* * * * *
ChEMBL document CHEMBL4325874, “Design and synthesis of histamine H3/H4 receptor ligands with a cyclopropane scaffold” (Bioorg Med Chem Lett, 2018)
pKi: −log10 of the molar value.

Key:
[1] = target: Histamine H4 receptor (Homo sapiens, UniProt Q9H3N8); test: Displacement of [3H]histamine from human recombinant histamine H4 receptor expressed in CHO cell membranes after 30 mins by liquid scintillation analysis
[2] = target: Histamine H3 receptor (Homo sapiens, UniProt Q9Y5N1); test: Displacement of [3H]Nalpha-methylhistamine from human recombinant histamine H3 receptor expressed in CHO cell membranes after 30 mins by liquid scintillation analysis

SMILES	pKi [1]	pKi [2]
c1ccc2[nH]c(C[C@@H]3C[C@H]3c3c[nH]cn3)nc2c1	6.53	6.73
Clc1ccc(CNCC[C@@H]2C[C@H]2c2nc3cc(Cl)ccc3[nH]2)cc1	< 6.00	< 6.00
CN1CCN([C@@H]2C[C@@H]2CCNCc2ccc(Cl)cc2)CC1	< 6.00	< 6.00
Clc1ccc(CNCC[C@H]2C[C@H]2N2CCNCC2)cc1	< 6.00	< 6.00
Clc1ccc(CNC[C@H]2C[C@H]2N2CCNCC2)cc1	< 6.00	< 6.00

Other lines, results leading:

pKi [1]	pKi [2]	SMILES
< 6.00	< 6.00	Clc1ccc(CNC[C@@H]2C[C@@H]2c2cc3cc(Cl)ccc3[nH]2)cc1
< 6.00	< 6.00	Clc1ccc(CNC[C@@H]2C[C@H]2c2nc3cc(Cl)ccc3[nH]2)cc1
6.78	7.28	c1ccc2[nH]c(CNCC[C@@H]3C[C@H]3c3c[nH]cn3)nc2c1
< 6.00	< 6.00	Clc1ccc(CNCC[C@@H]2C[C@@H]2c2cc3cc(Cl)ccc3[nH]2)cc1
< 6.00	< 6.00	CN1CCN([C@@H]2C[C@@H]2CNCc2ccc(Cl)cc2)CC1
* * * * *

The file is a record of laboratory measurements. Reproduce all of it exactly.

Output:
ChEMBL document CHEMBL4325874, “Design and synthesis of histamine H3/H4 receptor ligands with a cyclopropane scaffold” (Bioorg Med Chem Lett, 2018)
pKi: −log10 of the molar value.

Key:
[1] = target: Histamine H4 receptor (Homo sapiens, UniProt Q9H3N8); test: Displacement of [3H]histamine from human recombinant histamine H4 receptor expressed in CHO cell membranes after 30 mins by liquid scintillation analysis
[2] = target: Histamine H3 receptor (Homo sapiens, UniProt Q9Y5N1); test: Displacement of [3H]Nalpha-methylhistamine from human recombinant histamine H3 receptor expressed in CHO cell membranes after 30 mins by liquid scintillation analysis

SMILES	pKi [1]	pKi [2]
c1ccc2[nH]c(C[C@@H]3C[C@H]3c3c[nH]cn3)nc2c1	6.53	6.73
Clc1ccc(CNCC[C@@H]2C[C@H]2c2nc3cc(Cl)ccc3[nH]2)cc1	< 6.00	< 6.00
CN1CCN([C@@H]2C[C@@H]2CCNCc2ccc(Cl)cc2)CC1	< 6.00	< 6.00
Clc1ccc(CNCC[C@H]2C[C@H]2N2CCNCC2)cc1	< 6.00	< 6.00
Clc1ccc(CNC[C@H]2C[C@H]2N2CCNCC2)cc1	< 6.00	< 6.00

Other lines, results leading:

pKi [1]	pKi [2]	SMILES
< 6.00	< 6.00	Clc1ccc(CNC[C@@H]2C[C@@H]2c2cc3cc(Cl)ccc3[nH]2)cc1
< 6.00	< 6.00	Clc1ccc(CNC[C@@H]2C[C@H]2c2nc3cc(Cl)ccc3[nH]2)cc1
6.78	7.28	c1ccc2[nH]c(CNCC[C@@H]3C[C@H]3c3c[nH]cn3)nc2c1
< 6.00	< 6.00	Clc1ccc(CNCC[C@@H]2C[C@@H]2c2cc3cc(Cl)ccc3[nH]2)cc1
< 6.00	< 6.00	CN1CCN([C@@H]2C[C@@H]2CNCc2ccc(Cl)cc2)CC1